• I like the juxtaposition of these two statements, which I reverse for effect.

    Over-dramatic statements arenít need here

    And:

    The most important part of the article is the end statement:

    On their own, each of these Harper measures do not seem that significant. But added up, they translate to nothing less than an utter dismantling of the federal state as a positive force in Canadian lives.

    I mean, seriously. We still have health care, we still have welfare, we still have EI, we still have government subsidies for business. The Liberal government cut program spending in the mid 1990s far more than the Conservatives have ever considered.

    You can argue, as I do, that those cuts were necessary, but one would think that you’d have difficulty claiming that far lesser degree of cuts will ‘utterly dismantle’ the capacity of the federal government where far more substantial cuts did nothing of the sort.

    Check out Coyne, as always.

    Its this kind of meaningless fear mongering that made Paul Martin look like such a delusional ass last election. I’d advise against it.

  • The governments of Alberta and Quebec support a decreased role for the federal government. The Government of Ontario – to the best of my knowledge – has only supported more money coming to the province (something every province supports), but not necessarily decreasing the role of the federal government.

  • wilson61

    Ontario, Quebec and Alberta favour Feds limiting its power to spend in areas of Provincial jurisdiction, and the Libs are attacking the Cons over it?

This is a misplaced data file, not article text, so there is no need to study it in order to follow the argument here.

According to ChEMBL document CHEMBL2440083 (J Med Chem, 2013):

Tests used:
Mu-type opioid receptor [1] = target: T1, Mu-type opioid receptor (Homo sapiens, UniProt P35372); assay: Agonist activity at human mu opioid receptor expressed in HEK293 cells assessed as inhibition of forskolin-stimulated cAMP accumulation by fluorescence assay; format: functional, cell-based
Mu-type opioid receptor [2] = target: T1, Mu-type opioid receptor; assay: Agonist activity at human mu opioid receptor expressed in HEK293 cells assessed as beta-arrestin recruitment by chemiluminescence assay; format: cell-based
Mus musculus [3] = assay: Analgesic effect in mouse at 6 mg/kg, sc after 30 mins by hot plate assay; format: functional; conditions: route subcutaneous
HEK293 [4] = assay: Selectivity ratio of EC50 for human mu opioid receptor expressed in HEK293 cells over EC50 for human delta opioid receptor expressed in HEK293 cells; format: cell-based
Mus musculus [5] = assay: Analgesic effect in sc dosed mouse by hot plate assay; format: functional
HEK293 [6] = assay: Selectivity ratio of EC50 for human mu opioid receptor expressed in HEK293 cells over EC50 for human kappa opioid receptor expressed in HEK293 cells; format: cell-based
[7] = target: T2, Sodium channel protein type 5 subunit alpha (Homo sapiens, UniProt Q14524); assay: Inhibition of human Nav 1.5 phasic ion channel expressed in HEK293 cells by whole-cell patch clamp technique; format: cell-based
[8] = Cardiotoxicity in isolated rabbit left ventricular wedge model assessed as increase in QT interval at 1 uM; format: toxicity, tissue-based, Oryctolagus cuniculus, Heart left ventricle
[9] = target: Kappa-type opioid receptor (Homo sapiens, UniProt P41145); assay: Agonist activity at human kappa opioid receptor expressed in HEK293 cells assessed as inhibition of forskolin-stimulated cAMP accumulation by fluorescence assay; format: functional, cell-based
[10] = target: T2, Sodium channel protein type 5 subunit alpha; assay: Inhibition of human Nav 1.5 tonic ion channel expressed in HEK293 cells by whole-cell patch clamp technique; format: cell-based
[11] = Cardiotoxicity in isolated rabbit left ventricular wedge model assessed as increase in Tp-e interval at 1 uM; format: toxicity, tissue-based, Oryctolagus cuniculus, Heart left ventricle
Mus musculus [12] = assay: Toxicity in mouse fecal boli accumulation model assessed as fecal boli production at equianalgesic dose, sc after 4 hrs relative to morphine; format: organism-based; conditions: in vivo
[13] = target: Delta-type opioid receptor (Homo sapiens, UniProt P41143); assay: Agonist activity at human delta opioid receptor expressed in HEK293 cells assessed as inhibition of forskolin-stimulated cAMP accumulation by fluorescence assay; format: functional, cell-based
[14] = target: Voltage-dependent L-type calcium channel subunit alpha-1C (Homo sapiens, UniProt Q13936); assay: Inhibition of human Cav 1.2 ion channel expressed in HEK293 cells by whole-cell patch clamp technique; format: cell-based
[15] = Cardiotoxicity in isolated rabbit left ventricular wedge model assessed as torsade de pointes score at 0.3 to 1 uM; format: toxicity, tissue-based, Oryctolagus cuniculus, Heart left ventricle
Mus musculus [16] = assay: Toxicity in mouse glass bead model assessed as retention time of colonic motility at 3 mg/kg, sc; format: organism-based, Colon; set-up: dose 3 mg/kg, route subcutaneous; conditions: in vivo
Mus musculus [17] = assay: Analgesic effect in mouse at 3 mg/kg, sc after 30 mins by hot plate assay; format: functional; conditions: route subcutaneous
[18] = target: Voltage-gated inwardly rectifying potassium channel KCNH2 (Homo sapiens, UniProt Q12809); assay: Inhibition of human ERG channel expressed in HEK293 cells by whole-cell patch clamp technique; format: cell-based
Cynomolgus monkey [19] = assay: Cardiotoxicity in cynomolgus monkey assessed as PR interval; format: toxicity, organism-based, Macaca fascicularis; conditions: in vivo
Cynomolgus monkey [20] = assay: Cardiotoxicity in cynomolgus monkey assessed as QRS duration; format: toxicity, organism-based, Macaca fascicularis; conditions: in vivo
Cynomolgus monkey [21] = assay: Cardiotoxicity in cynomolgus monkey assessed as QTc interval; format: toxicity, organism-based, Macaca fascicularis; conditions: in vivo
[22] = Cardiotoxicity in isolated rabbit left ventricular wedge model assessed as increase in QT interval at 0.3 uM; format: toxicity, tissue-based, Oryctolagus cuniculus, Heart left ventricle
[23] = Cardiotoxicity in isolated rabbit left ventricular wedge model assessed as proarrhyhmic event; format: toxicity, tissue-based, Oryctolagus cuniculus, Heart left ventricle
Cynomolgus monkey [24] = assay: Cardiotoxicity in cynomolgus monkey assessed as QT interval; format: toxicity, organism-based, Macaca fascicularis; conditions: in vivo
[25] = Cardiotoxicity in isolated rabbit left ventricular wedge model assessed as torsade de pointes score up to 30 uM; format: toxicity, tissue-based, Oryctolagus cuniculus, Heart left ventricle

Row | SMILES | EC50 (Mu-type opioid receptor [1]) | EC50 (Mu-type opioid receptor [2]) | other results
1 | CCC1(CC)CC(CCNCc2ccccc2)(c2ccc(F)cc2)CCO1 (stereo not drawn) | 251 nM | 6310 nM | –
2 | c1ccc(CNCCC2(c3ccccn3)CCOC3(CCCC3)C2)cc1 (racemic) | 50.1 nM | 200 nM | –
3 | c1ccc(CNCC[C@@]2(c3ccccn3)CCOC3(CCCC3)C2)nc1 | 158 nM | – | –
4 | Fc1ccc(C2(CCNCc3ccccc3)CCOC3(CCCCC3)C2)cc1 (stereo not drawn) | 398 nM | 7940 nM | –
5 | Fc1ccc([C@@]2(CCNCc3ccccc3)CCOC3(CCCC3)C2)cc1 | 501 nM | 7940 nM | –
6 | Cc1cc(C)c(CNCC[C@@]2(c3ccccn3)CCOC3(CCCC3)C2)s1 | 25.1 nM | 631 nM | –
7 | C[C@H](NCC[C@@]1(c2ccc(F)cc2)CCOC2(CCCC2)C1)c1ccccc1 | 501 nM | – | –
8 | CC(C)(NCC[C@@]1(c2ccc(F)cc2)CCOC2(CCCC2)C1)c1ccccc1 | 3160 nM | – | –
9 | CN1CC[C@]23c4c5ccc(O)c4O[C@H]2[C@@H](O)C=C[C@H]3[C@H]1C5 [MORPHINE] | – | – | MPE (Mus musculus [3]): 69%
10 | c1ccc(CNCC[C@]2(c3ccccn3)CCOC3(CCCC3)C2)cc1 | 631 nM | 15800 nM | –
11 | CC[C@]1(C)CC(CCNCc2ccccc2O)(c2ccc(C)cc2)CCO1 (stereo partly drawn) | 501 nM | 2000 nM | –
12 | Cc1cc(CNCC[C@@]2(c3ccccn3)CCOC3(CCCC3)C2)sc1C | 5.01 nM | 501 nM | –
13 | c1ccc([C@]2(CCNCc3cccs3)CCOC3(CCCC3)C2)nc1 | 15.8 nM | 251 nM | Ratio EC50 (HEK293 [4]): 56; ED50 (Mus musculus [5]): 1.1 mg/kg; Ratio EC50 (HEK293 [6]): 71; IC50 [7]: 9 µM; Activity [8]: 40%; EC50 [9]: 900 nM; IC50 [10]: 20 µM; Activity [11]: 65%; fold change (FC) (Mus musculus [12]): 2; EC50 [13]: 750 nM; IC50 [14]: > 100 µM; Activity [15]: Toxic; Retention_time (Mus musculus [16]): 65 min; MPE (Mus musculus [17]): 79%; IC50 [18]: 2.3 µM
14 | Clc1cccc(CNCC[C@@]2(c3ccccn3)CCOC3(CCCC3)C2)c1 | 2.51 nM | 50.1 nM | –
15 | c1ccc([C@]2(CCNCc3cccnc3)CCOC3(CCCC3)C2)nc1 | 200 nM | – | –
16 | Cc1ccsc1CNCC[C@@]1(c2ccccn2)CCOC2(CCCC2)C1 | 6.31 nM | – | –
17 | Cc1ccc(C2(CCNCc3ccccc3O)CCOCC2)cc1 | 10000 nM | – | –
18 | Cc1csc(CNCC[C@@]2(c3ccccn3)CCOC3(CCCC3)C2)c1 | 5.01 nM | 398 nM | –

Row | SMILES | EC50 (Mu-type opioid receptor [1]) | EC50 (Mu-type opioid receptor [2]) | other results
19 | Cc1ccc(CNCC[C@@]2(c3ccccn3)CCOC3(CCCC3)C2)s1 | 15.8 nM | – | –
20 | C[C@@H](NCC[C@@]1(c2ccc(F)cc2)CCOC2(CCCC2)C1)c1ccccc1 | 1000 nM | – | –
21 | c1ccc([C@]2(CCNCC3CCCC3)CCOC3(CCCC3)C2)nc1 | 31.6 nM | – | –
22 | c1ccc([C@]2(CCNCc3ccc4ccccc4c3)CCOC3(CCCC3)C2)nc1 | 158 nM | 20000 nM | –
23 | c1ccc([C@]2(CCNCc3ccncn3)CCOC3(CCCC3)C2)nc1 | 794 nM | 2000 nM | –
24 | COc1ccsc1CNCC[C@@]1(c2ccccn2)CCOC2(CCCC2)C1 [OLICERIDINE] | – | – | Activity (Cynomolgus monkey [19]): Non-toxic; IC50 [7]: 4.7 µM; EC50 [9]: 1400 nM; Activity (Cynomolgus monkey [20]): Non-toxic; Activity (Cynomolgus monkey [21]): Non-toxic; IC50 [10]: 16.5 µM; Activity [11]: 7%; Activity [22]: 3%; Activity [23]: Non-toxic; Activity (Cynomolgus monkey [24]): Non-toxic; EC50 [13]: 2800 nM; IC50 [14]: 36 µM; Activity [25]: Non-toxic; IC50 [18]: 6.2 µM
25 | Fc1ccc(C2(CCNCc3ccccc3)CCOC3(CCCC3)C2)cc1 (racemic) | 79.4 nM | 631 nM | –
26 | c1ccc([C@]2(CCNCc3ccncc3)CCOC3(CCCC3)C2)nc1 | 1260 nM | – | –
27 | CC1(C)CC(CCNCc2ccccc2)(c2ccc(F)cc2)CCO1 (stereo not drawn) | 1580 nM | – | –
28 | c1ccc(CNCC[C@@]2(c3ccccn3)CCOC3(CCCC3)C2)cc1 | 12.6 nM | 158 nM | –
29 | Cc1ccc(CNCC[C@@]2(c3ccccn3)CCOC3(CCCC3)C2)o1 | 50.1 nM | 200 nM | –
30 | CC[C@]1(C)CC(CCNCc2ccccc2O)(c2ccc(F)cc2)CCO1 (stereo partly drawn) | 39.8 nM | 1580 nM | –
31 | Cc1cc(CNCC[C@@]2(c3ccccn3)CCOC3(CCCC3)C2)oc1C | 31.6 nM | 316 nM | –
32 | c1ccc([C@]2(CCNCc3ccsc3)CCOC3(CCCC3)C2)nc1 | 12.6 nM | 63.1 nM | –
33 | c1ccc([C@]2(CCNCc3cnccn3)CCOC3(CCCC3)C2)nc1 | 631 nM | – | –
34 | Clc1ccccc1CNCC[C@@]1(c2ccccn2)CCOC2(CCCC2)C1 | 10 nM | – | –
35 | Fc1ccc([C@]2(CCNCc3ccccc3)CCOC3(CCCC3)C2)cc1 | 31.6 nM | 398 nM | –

Good luck defeating the Cons on this issue; the big 3 are onside with PMSH !!

  • Paul Vincent

    Well, historically the Liberals have only supported two policies, symetrical federalism and centralizing power. Every Liberal government in some way has made attempts at it. Some were more obvious like Trudeau using the war measures act. Some are less obvious like Chretien aking over provincial responsibilities.

    I would honestly like to see where Harper is going with this and who he is sending money to. If he’s going to strip the government for anoher 1% GST decrease then I stand against it. If he is going to empower the provinces, that’s great… more services for the services provinces need.

    Liberals should be threatened dismantling 100 years of centralizing power in one mighty minority governmen will curb the Liberals electability. Setting up new programs (again) is a risky detail, easily leads to scandal, and looks really bad on audits.

  • I, for one, am frankly tired of this attempt to use the slashing of federal transfers to the provinces in the mid 1990s in an attempt to paint the Liberals as some sort of political pirates. The fact of the matter is that the Liberals did what was necessary in order to save the country. We were in financial ruin and our economy could actually have collapsed.